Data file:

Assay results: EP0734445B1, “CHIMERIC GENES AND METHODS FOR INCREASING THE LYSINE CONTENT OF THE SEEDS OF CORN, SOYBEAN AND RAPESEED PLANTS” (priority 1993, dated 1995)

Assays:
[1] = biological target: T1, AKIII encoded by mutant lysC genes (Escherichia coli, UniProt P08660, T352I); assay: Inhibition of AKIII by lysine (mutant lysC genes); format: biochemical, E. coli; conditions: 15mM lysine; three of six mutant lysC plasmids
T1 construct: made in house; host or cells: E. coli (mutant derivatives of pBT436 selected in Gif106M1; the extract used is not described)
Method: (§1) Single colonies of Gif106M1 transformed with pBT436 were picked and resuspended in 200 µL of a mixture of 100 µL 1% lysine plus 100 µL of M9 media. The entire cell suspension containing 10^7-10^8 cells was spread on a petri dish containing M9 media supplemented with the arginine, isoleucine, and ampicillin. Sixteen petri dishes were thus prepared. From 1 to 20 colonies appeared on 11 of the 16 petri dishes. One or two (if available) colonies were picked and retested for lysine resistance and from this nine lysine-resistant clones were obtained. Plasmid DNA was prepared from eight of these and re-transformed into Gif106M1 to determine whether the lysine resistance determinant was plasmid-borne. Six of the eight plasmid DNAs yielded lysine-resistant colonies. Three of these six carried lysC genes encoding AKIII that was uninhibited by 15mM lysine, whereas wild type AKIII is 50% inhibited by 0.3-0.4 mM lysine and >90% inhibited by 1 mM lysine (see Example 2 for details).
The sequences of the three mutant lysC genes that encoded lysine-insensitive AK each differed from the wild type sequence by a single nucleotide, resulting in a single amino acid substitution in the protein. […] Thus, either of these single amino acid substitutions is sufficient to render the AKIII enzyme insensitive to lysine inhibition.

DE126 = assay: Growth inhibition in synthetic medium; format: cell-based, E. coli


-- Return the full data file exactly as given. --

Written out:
Assay results: EP0734445B1, “CHIMERIC GENES AND METHODS FOR INCREASING THE LYSINE CONTENT OF THE SEEDS OF CORN, SOYBEAN AND RAPESEED PLANTS” (priority 1993, dated 1995)

Assays:
[1] = biological target: T1, AKIII encoded by mutant lysC genes (Escherichia coli, UniProt P08660, T352I); assay: Inhibition of AKIII by lysine (mutant lysC genes); format: biochemical, E. coli; conditions: 15mM lysine; three of six mutant lysC plasmids
T1 construct: made in house; host or cells: E. coli (mutant derivatives of pBT436 selected in Gif106M1; the extract used is not described)
Method: (§1) Single colonies of Gif106M1 transformed with pBT436 were picked and resuspended in 200 µL of a mixture of 100 µL 1% lysine plus 100 µL of M9 media. The entire cell suspension containing 10^7-10^8 cells was spread on a petri dish containing M9 media supplemented with the arginine, isoleucine, and ampicillin. Sixteen petri dishes were thus prepared. From 1 to 20 colonies appeared on 11 of the 16 petri dishes. One or two (if available) colonies were picked and retested for lysine resistance and from this nine lysine-resistant clones were obtained. Plasmid DNA was prepared from eight of these and re-transformed into Gif106M1 to determine whether the lysine resistance determinant was plasmid-borne. Six of the eight plasmid DNAs yielded lysine-resistant colonies. Three of these six carried lysC genes encoding AKIII that was uninhibited by 15mM lysine, whereas wild type AKIII is 50% inhibited by 0.3-0.4 mM lysine and >90% inhibited by 1 mM lysine (see Example 2 for details).
The sequences of the three mutant lysC genes that encoded lysine-insensitive AK each differed from the wild type sequence by a single nucleotide, resulting in a single amino acid substitution in the protein. […] Thus, either of these single amino acid substitutions is sufficient to render the AKIII enzyme insensitive to lysine inhibition.

DE126 = assay: Growth inhibition in synthetic medium; format: cell-based, E. coli